Craig LeMoult

Transcript

ARUN RATH, HOST:

It's ALL THINGS CONSIDERED from NPR West. I'm Arun Rath.

Last month, President Obama made a special trip to Michigan to sign the farm bill, finally passed after two years of disagreement in Congress. One important clause said to take effect this month is a major cut to food stamps. The Congressional Budget Office has estimated the cuts would affect about 850,000 households, saving about $8.5 billion over the next 10 years. That cut was achieved by closing what some see as a loophole regarding who qualifies for the program.

Nicole Hockley says she used to be the kind of person who knew where she was going in life. Then, last Dec. 14, her 6-year-old son, Dylan, was one of the 26 victims killed by a gunman at Sandy Hook Elementary.

"Every plan I had went out the window, and I just kind of lost my way in terms of where do you go from here, how do you pick yourself up and move forward and find a new path," Hockley says.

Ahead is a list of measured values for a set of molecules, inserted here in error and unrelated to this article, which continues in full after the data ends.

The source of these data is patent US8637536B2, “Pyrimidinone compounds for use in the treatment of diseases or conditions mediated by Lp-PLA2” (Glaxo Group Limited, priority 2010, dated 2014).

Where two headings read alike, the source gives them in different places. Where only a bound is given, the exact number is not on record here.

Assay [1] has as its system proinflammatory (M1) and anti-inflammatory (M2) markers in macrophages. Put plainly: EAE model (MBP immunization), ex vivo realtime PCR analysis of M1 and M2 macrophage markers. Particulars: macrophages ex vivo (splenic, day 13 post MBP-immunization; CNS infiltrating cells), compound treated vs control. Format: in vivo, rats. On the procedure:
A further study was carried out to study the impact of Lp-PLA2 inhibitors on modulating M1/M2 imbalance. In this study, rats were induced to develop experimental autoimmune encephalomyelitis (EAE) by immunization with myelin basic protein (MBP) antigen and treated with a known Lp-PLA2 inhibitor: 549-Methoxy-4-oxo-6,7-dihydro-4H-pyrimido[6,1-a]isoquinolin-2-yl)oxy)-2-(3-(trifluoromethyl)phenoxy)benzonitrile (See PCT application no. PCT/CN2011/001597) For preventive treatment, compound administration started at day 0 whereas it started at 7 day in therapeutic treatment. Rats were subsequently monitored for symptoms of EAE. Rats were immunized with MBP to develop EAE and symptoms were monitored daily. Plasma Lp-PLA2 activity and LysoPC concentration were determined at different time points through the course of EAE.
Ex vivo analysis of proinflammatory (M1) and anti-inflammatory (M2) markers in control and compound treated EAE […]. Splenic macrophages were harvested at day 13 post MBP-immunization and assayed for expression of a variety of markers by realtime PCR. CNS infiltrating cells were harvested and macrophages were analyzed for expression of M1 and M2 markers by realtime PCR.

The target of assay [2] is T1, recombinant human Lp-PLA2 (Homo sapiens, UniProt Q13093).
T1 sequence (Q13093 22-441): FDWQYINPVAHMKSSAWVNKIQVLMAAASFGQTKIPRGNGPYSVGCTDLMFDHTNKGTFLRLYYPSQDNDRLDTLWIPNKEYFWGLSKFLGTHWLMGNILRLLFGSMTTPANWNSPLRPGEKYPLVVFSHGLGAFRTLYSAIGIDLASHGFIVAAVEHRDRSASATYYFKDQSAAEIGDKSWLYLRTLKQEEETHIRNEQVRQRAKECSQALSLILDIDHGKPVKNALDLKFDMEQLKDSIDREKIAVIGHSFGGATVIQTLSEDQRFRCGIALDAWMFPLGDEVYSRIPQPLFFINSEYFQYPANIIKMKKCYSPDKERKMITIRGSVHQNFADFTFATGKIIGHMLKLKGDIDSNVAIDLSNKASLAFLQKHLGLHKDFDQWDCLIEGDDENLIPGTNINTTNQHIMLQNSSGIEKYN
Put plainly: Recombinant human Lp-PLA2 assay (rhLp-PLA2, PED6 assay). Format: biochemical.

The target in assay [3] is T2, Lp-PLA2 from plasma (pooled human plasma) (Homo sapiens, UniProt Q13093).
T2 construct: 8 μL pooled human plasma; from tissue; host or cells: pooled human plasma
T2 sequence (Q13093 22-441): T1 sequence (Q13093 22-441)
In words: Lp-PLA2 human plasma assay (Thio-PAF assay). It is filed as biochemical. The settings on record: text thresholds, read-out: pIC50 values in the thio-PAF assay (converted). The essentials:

The phone kept ringing at home, and media outlets sent flowers with cards asking for interviews.

As parents send their kids off to school this fall, many are wondering what's been done since last year to make sure they're safe.

Many schools have embraced new security measures since the Sandy Hook Elementary School shootings, from uniformed police on hallway patrol to shatterproof laminated windows.

'How Could This Have Happened?'

Bob Gay of Newtown, Conn., has a tattoo on his arm of his daughter Josephine's footprints as a baby and the number "2560," for the number of days she was alive.